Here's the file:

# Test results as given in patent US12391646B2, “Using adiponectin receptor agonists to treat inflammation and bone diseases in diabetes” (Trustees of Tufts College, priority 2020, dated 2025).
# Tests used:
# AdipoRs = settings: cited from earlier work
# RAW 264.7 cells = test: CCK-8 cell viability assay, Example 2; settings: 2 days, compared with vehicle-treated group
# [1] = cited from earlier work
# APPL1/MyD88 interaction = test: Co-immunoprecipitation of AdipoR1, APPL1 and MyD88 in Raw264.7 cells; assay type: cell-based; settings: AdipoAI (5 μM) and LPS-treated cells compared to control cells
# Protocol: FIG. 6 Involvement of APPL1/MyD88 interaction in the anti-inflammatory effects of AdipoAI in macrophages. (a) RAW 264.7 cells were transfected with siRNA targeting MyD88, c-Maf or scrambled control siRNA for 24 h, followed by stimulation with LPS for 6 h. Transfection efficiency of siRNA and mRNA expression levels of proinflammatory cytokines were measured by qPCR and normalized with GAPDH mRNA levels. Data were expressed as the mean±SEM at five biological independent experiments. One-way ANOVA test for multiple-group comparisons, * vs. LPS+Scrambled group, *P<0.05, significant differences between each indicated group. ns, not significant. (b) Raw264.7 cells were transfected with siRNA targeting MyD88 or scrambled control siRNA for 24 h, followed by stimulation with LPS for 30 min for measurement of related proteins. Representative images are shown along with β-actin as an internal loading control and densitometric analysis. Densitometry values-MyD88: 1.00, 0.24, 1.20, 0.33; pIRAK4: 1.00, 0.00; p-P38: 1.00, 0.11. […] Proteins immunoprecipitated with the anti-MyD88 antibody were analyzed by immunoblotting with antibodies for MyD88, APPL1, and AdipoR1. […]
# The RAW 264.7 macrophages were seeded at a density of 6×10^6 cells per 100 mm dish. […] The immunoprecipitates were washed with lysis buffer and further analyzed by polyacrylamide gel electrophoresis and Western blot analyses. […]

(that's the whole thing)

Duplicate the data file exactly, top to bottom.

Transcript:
# Test results as given in patent US12391646B2, “Using adiponectin receptor agonists to treat inflammation and bone diseases in diabetes” (Trustees of Tufts College, priority 2020, dated 2025).
# Tests used:
# AdipoRs = settings: cited from earlier work
# RAW 264.7 cells = test: CCK-8 cell viability assay, Example 2; settings: 2 days, compared with vehicle-treated group
# [1] = cited from earlier work
# APPL1/MyD88 interaction = test: Co-immunoprecipitation of AdipoR1, APPL1 and MyD88 in Raw264.7 cells; assay type: cell-based; settings: AdipoAI (5 μM) and LPS-treated cells compared to control cells
# Protocol: FIG. 6 Involvement of APPL1/MyD88 interaction in the anti-inflammatory effects of AdipoAI in macrophages. (a) RAW 264.7 cells were transfected with siRNA targeting MyD88, c-Maf or scrambled control siRNA for 24 h, followed by stimulation with LPS for 6 h. Transfection efficiency of siRNA and mRNA expression levels of proinflammatory cytokines were measured by qPCR and normalized with GAPDH mRNA levels. Data were expressed as the mean±SEM at five biological independent experiments. One-way ANOVA test for multiple-group comparisons, * vs. LPS+Scrambled group, *P<0.05, significant differences between each indicated group. ns, not significant. (b) Raw264.7 cells were transfected with siRNA targeting MyD88 or scrambled control siRNA for 24 h, followed by stimulation with LPS for 30 min for measurement of related proteins. Representative images are shown along with β-actin as an internal loading control and densitometric analysis. Densitometry values-MyD88: 1.00, 0.24, 1.20, 0.33; pIRAK4: 1.00, 0.00; p-P38: 1.00, 0.11. […] Proteins immunoprecipitated with the anti-MyD88 antibody were analyzed by immunoblotting with antibodies for MyD88, APPL1, and AdipoR1. […]
# The RAW 264.7 macrophages were seeded at a density of 6×10^6 cells per 100 mm dish. […] The immunoprecipitates were washed with lysis buffer and further analyzed by polyacrylamide gel electrophoresis and Western blot analyses. […]